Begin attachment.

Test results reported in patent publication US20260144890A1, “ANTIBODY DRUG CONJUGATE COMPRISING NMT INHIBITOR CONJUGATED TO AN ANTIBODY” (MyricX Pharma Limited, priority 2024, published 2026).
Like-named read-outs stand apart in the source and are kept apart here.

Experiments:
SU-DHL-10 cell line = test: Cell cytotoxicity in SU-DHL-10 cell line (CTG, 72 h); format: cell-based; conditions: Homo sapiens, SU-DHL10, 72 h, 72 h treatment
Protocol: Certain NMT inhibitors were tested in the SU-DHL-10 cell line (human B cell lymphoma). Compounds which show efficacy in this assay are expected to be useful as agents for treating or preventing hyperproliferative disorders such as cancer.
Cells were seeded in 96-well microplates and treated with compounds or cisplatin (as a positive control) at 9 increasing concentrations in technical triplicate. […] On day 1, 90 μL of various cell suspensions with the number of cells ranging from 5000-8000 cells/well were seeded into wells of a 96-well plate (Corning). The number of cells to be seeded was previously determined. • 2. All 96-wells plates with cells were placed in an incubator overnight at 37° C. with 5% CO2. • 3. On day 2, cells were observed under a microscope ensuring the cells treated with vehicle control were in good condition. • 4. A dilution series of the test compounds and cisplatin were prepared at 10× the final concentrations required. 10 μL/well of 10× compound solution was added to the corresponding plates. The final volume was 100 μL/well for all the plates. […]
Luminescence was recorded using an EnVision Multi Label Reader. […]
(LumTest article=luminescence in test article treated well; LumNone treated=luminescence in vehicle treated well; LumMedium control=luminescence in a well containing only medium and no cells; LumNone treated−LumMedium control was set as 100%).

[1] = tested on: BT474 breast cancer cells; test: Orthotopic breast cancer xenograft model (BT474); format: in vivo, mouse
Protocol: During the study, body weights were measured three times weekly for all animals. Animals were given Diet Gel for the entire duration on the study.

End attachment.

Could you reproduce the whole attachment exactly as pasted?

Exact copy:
Test results reported in patent publication US20260144890A1, “ANTIBODY DRUG CONJUGATE COMPRISING NMT INHIBITOR CONJUGATED TO AN ANTIBODY” (MyricX Pharma Limited, priority 2024, published 2026).
Like-named read-outs stand apart in the source and are kept apart here.

Experiments:
SU-DHL-10 cell line = test: Cell cytotoxicity in SU-DHL-10 cell line (CTG, 72 h); format: cell-based; conditions: Homo sapiens, SU-DHL10, 72 h, 72 h treatment
Protocol: Certain NMT inhibitors were tested in the SU-DHL-10 cell line (human B cell lymphoma). Compounds which show efficacy in this assay are expected to be useful as agents for treating or preventing hyperproliferative disorders such as cancer.
Cells were seeded in 96-well microplates and treated with compounds or cisplatin (as a positive control) at 9 increasing concentrations in technical triplicate. […] On day 1, 90 μL of various cell suspensions with the number of cells ranging from 5000-8000 cells/well were seeded into wells of a 96-well plate (Corning). The number of cells to be seeded was previously determined. • 2. All 96-wells plates with cells were placed in an incubator overnight at 37° C. with 5% CO2. • 3. On day 2, cells were observed under a microscope ensuring the cells treated with vehicle control were in good condition. • 4. A dilution series of the test compounds and cisplatin were prepared at 10× the final concentrations required. 10 μL/well of 10× compound solution was added to the corresponding plates. The final volume was 100 μL/well for all the plates. […]
Luminescence was recorded using an EnVision Multi Label Reader. […]
(LumTest article=luminescence in test article treated well; LumNone treated=luminescence in vehicle treated well; LumMedium control=luminescence in a well containing only medium and no cells; LumNone treated−LumMedium control was set as 100%).

[1] = tested on: BT474 breast cancer cells; test: Orthotopic breast cancer xenograft model (BT474); format: in vivo, mouse
Protocol: During the study, body weights were measured three times weekly for all animals. Animals were given Diet Gel for the entire duration on the study.